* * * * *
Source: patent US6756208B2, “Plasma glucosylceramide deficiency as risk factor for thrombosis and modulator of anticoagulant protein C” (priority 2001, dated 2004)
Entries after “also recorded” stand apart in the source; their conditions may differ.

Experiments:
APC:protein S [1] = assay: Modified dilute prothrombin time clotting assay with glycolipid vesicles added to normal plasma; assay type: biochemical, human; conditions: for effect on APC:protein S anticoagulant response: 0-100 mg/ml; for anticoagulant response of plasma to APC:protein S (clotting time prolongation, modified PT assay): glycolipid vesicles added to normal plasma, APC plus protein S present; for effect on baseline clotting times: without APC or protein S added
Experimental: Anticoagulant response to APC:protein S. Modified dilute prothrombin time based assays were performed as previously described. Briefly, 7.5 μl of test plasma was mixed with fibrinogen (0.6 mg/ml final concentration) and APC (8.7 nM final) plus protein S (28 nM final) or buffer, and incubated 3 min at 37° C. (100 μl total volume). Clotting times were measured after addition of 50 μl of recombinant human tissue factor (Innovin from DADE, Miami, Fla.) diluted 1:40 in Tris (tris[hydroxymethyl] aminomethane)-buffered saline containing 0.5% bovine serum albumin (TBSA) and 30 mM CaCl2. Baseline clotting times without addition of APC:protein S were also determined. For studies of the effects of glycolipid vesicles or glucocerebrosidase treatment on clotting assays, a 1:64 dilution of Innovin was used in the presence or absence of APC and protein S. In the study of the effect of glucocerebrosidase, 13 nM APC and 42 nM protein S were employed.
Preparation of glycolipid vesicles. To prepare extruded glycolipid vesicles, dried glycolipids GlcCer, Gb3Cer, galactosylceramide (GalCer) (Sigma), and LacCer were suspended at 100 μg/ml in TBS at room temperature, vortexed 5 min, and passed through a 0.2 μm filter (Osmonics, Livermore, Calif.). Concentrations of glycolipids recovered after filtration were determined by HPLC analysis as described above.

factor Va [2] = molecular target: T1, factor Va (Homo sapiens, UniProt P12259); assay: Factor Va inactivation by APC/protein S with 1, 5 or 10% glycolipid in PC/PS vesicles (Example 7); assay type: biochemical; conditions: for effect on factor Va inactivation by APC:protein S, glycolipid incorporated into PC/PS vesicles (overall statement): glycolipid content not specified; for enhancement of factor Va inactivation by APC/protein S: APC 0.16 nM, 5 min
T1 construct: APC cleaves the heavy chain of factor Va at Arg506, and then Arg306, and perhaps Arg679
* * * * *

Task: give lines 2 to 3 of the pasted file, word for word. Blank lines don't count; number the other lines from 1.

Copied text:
Entries after “also recorded” stand apart in the source; their conditions may differ.

Experiments: